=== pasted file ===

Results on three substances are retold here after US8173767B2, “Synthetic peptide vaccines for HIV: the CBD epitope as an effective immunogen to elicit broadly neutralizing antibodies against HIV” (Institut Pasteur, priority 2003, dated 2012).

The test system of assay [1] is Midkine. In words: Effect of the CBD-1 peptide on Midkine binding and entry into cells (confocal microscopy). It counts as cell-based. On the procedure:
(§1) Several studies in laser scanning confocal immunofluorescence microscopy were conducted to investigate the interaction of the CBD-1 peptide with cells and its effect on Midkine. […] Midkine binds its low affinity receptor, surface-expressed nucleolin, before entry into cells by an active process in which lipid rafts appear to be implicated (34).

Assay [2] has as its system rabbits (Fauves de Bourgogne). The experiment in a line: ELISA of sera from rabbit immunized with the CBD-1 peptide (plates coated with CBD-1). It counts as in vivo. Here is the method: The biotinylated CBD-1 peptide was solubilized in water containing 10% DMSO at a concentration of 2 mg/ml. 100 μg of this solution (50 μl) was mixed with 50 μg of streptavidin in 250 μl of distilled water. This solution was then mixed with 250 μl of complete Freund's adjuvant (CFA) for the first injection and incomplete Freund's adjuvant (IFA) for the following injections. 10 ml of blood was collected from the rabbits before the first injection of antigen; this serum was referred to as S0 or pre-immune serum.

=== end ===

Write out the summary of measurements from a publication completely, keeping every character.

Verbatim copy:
Results on three substances are retold here after US8173767B2, “Synthetic peptide vaccines for HIV: the CBD epitope as an effective immunogen to elicit broadly neutralizing antibodies against HIV” (Institut Pasteur, priority 2003, dated 2012).

The test system of assay [1] is Midkine. In words: Effect of the CBD-1 peptide on Midkine binding and entry into cells (confocal microscopy). It counts as cell-based. On the procedure:
(§1) Several studies in laser scanning confocal immunofluorescence microscopy were conducted to investigate the interaction of the CBD-1 peptide with cells and its effect on Midkine. […] Midkine binds its low affinity receptor, surface-expressed nucleolin, before entry into cells by an active process in which lipid rafts appear to be implicated (34).

Assay [2] has as its system rabbits (Fauves de Bourgogne). The experiment in a line: ELISA of sera from rabbit immunized with the CBD-1 peptide (plates coated with CBD-1). It counts as in vivo. Here is the method: The biotinylated CBD-1 peptide was solubilized in water containing 10% DMSO at a concentration of 2 mg/ml. 100 μg of this solution (50 μl) was mixed with 50 μg of streptavidin in 250 μl of distilled water. This solution was then mixed with 250 μl of complete Freund's adjuvant (CFA) for the first injection and incomplete Freund's adjuvant (IFA) for the following injections. 10 ml of blood was collected from the rabbits before the first injection of antigen; this serum was referred to as S0 or pre-immune serum.